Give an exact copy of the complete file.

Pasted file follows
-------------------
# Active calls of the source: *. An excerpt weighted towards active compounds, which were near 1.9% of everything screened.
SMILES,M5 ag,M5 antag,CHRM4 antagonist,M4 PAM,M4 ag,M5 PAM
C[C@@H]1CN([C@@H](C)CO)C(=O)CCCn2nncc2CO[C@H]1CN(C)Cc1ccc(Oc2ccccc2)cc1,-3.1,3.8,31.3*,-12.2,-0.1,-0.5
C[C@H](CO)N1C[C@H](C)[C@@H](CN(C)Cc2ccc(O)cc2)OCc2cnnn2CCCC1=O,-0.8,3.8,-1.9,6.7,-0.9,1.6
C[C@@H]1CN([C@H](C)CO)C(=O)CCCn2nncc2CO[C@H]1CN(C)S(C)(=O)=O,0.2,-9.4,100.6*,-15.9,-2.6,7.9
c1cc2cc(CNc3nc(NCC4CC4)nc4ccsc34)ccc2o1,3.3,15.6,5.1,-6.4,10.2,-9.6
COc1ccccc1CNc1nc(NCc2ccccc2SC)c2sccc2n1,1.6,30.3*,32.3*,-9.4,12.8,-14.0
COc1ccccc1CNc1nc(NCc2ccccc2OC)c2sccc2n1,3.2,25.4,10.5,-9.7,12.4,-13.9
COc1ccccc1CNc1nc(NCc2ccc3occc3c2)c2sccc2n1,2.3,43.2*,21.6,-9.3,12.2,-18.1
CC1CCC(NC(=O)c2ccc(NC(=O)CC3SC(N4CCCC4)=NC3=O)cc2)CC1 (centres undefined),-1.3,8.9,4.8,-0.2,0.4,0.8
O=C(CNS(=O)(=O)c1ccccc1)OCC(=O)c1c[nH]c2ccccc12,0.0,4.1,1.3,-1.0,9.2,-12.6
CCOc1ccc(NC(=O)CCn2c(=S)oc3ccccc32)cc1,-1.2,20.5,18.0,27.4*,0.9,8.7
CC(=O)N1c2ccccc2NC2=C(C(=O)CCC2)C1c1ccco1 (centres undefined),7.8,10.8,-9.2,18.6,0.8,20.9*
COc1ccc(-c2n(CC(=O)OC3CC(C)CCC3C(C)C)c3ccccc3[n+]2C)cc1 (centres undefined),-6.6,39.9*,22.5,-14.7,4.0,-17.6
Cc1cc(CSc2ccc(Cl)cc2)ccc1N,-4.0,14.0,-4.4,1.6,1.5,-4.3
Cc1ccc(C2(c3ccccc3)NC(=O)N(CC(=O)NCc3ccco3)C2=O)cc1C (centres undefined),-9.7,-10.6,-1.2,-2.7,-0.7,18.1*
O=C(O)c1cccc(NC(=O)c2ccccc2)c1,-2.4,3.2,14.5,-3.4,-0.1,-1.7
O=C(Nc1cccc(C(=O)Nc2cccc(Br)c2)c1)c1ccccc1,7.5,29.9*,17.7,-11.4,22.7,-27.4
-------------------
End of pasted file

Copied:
# Active calls of the source: *. An excerpt weighted towards active compounds, which were near 1.9% of everything screened.
SMILES,M5 ag,M5 antag,CHRM4 antagonist,M4 PAM,M4 ag,M5 PAM
C[C@@H]1CN([C@@H](C)CO)C(=O)CCCn2nncc2CO[C@H]1CN(C)Cc1ccc(Oc2ccccc2)cc1,-3.1,3.8,31.3*,-12.2,-0.1,-0.5
C[C@H](CO)N1C[C@H](C)[C@@H](CN(C)Cc2ccc(O)cc2)OCc2cnnn2CCCC1=O,-0.8,3.8,-1.9,6.7,-0.9,1.6
C[C@@H]1CN([C@H](C)CO)C(=O)CCCn2nncc2CO[C@H]1CN(C)S(C)(=O)=O,0.2,-9.4,100.6*,-15.9,-2.6,7.9
c1cc2cc(CNc3nc(NCC4CC4)nc4ccsc34)ccc2o1,3.3,15.6,5.1,-6.4,10.2,-9.6
COc1ccccc1CNc1nc(NCc2ccccc2SC)c2sccc2n1,1.6,30.3*,32.3*,-9.4,12.8,-14.0
COc1ccccc1CNc1nc(NCc2ccccc2OC)c2sccc2n1,3.2,25.4,10.5,-9.7,12.4,-13.9
COc1ccccc1CNc1nc(NCc2ccc3occc3c2)c2sccc2n1,2.3,43.2*,21.6,-9.3,12.2,-18.1
CC1CCC(NC(=O)c2ccc(NC(=O)CC3SC(N4CCCC4)=NC3=O)cc2)CC1 (centres undefined),-1.3,8.9,4.8,-0.2,0.4,0.8
O=C(CNS(=O)(=O)c1ccccc1)OCC(=O)c1c[nH]c2ccccc12,0.0,4.1,1.3,-1.0,9.2,-12.6
CCOc1ccc(NC(=O)CCn2c(=S)oc3ccccc32)cc1,-1.2,20.5,18.0,27.4*,0.9,8.7
CC(=O)N1c2ccccc2NC2=C(C(=O)CCC2)C1c1ccco1 (centres undefined),7.8,10.8,-9.2,18.6,0.8,20.9*
COc1ccc(-c2n(CC(=O)OC3CC(C)CCC3C(C)C)c3ccccc3[n+]2C)cc1 (centres undefined),-6.6,39.9*,22.5,-14.7,4.0,-17.6
Cc1cc(CSc2ccc(Cl)cc2)ccc1N,-4.0,14.0,-4.4,1.6,1.5,-4.3
Cc1ccc(C2(c3ccccc3)NC(=O)N(CC(=O)NCc3ccco3)C2=O)cc1C (centres undefined),-9.7,-10.6,-1.2,-2.7,-0.7,18.1*
O=C(O)c1cccc(NC(=O)c2ccccc2)c1,-2.4,3.2,14.5,-3.4,-0.1,-1.7
O=C(Nc1cccc(C(=O)Nc2cccc(Br)c2)c1)c1ccccc1,7.5,29.9*,17.7,-11.4,22.7,-27.4